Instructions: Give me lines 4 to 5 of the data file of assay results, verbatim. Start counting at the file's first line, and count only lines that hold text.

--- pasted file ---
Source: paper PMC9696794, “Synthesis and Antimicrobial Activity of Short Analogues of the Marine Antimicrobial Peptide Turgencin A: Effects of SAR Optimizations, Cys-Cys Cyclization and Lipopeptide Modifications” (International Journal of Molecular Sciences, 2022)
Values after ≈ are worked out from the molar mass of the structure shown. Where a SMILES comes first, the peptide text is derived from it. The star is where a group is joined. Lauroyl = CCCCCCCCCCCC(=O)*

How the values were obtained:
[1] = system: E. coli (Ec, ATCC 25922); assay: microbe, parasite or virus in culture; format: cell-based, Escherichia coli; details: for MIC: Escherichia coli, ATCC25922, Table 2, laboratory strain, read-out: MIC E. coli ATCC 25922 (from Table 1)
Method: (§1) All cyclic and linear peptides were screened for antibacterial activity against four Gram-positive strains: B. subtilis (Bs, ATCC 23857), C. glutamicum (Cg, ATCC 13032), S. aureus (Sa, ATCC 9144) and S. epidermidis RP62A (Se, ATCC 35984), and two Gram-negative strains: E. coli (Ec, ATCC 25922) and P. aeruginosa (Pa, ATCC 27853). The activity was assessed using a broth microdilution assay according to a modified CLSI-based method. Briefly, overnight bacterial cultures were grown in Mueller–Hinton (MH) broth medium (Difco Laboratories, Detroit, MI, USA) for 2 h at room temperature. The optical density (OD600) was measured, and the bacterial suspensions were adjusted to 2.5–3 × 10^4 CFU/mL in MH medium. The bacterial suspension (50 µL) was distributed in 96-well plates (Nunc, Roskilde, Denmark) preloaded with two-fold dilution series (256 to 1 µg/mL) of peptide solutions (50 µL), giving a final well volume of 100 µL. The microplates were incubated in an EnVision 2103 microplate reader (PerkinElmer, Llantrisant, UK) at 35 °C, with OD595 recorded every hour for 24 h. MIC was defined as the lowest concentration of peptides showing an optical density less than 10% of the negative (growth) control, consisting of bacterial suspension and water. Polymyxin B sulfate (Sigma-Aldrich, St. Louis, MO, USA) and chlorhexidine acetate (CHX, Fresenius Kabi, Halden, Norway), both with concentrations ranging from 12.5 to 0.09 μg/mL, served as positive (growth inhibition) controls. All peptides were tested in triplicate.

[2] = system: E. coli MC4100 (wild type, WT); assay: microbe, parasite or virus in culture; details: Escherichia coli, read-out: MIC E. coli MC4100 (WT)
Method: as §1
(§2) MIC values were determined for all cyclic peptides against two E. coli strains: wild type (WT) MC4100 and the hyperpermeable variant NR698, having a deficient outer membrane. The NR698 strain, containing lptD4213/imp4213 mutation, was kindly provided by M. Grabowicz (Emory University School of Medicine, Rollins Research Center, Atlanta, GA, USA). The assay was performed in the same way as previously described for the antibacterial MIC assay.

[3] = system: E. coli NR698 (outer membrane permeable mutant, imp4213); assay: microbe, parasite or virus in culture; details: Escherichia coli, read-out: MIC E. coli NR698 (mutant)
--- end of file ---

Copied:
[1] = system: E. coli (Ec, ATCC 25922); assay: microbe, parasite or virus in culture; format: cell-based, Escherichia coli; details: for MIC: Escherichia coli, ATCC25922, Table 2, laboratory strain, read-out: MIC E. coli ATCC 25922 (from Table 1)
Method: (§1) All cyclic and linear peptides were screened for antibacterial activity against four Gram-positive strains: B. subtilis (Bs, ATCC 23857), C. glutamicum (Cg, ATCC 13032), S. aureus (Sa, ATCC 9144) and S. epidermidis RP62A (Se, ATCC 35984), and two Gram-negative strains: E. coli (Ec, ATCC 25922) and P. aeruginosa (Pa, ATCC 27853). The activity was assessed using a broth microdilution assay according to a modified CLSI-based method. Briefly, overnight bacterial cultures were grown in Mueller–Hinton (MH) broth medium (Difco Laboratories, Detroit, MI, USA) for 2 h at room temperature. The optical density (OD600) was measured, and the bacterial suspensions were adjusted to 2.5–3 × 10^4 CFU/mL in MH medium. The bacterial suspension (50 µL) was distributed in 96-well plates (Nunc, Roskilde, Denmark) preloaded with two-fold dilution series (256 to 1 µg/mL) of peptide solutions (50 µL), giving a final well volume of 100 µL. The microplates were incubated in an EnVision 2103 microplate reader (PerkinElmer, Llantrisant, UK) at 35 °C, with OD595 recorded every hour for 24 h. MIC was defined as the lowest concentration of peptides showing an optical density less than 10% of the negative (growth) control, consisting of bacterial suspension and water. Polymyxin B sulfate (Sigma-Aldrich, St. Louis, MO, USA) and chlorhexidine acetate (CHX, Fresenius Kabi, Halden, Norway), both with concentrations ranging from 12.5 to 0.09 μg/mL, served as positive (growth inhibition) controls. All peptides were tested in triplicate.